Although the course is not a prerequisite for Science and Technology Management Capstone (16:137:600), I highly recommend taking it prior to. Since the Capstone course focuses on building a venture around a piece of IP, this course provides the intuition to create a strong foundation for your Capstone business plan. Proficiency in searching for and selectively identifying specific patents, as well as the ability to read and valuate them, will be extremely useful. Teaching these skills is both time-consuming and a bit out-of-scope for the Capstone course as a whole, so you will not receive instruction as in-depth there. Amanda Steitz, a Biotechnology & Genomics MBS student who took the IP course after Capstone, says that she “didn’t have experience reading patents before taking this course. I would have focused on different IP for my Capstone project had I known how to read and valuate patents to the extent that I do now.”

I believe that such a unique course is not only useful for MBS students, but for any graduate student aspiring to work for a science-based company or in an academic setting. Michele Paccagnini, a MS in Chemistry student and employee at ExxonMobil, says that her mentor at work recommended the course to her because their company files a large number of patents. She says, “I knew that my coworkers received awards for their issued patents, but I wanted to learn more about them. I was curious to see if this course would provide me with added value as a part of my company.” After completing the course, Paccagnini declares that she has “already applied it at work! Some of my coworkers are considering taking the course as well. Understanding what is patentable and the definition of inventorship is extremely important.” She even added, “My father is an entrepreneur and has inquired about my knowledge on IP.”

You may think that the concepts taught in this course are only applicable if you work within the US because IP laws differ from country to country, but this is not the case. Depending on the technology being patented, universities and corporations must take into consideration a global strategy. And this IP course touches on this idea. Peter Tenido, a STRIDE scholar from the Philippines and MBS student, discloses, “I had an idea of what IP was (especially patents), but I didn’t really appreciate how important they were. I was hoping to learn about how IP is valuable in an Innovation Ecosystem that includes both universities and industries.” After the course ended, Tenido confirmed that he had “a very positive experience. The class was impactful to how I view my career options. I previously thought that you needed to be a lawyer to be involved in the field of IP. Now that I know there are other ways to be involved, I am very interested in tech transfer. There will be some differences between IP laws in the Philippines and in the United States, but the general ideas are relevant.” He continues by explaining how there are issues in the relationships between academia and industry in the Philippines, but STRIDE acknowledges it and is working on the challenges in these collaborations. Tenido concludes by saying, “I enjoyed all of my business courses through the MBS program, but this is the class that really made me think more deeply about how I could actually contribute to STRIDE’s objectives and opened up new career options for me.”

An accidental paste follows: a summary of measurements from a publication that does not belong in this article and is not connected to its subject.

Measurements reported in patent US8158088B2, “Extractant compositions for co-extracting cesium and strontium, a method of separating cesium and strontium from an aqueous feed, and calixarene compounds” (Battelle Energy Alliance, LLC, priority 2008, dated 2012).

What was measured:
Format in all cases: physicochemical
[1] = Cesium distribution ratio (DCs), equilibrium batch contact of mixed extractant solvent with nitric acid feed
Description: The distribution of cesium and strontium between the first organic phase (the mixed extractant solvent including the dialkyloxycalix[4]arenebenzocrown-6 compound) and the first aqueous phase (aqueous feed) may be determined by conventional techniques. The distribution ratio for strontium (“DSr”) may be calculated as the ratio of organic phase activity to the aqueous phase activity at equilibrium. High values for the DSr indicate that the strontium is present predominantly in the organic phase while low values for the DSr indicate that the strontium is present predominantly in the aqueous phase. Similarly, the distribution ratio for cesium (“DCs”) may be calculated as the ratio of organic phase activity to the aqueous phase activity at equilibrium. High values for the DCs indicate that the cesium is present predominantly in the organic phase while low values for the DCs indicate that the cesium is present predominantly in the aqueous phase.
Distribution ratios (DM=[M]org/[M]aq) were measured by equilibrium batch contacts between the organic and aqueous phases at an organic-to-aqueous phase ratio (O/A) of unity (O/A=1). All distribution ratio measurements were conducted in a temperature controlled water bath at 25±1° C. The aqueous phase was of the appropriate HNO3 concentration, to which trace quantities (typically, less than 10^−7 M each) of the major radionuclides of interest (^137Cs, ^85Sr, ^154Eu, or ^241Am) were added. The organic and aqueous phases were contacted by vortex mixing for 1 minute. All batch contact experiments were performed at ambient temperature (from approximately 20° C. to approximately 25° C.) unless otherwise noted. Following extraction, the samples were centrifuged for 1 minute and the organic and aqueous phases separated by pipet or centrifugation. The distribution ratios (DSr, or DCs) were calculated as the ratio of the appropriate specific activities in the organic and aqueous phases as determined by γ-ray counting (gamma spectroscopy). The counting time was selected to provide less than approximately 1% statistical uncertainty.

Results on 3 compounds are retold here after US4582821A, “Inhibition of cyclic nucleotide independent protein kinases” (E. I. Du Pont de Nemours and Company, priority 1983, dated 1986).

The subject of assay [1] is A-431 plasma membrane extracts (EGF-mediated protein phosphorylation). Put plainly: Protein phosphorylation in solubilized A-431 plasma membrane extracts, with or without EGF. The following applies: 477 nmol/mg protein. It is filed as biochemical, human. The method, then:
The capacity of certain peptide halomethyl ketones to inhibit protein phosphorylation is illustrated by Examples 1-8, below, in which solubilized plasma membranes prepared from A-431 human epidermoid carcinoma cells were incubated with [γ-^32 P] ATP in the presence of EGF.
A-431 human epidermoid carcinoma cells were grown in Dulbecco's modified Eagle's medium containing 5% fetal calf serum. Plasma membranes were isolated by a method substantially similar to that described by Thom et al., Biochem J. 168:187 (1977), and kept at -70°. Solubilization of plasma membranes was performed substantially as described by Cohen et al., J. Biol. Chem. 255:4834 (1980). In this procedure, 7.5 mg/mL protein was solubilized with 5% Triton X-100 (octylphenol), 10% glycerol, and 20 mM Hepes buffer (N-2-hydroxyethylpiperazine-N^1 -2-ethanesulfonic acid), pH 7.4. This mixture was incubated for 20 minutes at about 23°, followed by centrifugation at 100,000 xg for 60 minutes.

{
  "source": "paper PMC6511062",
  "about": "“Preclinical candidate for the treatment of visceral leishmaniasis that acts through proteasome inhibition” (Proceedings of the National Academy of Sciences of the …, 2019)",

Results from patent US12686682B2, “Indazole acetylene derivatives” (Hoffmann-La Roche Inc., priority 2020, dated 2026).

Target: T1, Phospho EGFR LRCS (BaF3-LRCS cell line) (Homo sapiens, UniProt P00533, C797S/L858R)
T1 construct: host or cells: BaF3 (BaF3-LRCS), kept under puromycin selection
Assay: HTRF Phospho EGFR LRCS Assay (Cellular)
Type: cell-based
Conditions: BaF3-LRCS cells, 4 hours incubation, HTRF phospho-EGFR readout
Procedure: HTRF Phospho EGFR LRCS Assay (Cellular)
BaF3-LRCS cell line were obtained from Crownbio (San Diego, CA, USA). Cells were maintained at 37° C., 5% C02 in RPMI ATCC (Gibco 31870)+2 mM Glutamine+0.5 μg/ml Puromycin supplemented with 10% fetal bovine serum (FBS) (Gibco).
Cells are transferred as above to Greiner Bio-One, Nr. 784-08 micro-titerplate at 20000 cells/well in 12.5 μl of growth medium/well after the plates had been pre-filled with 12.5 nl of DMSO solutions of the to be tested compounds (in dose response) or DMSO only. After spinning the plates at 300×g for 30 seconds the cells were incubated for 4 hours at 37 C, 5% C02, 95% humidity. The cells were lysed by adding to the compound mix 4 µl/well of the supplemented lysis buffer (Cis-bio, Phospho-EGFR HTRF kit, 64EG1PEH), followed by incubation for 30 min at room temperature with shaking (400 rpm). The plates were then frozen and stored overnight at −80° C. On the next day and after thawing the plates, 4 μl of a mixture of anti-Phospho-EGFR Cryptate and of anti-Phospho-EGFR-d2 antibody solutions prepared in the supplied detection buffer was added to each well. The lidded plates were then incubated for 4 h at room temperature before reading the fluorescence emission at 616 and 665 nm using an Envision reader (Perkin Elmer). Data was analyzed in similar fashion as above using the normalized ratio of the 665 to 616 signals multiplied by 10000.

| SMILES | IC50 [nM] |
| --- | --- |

While it has been indicated that this course has so much to offer, note that it is currently only offered during the summer session. Since the whole curriculum is condensed into seven weeks, it is very intensive. I say this not to deter you from enrolling in the course, but so that you can prepare yourself. It will be a lot of work and it will keep you busy. However, you will learn a lot, hear intriguing lectures, and gain knowledge that very few people have – knowledge that can be used to extract value in ways that are not obvious in typical business strategies. On top of all that has been previously mentioned, entrepreneurship and negotiation are two other themes that are constantly visited throughout the course.  If you are searching for ways to increase your value as a candidate for a new job, a promotion, another academic degree, or if you have goals to become an entrepreneur, I strongly encourage you to consider taking this course. At the very least, it will introduce you to a new perspective that will help you answer or ask questions in a new light.

Narayan Escolin is an enthusiast of innovation in the medical field. He has extensive experience in intellectual property strategy, robotic instruments, and research, both in the clinic and on the bench. Mr. Escolin graduated with an MBS from Rutgers University in 2015. He was a student in the IP course during the Summer 2014 session and served as the Teaching Assistant during the Summer 2015 session.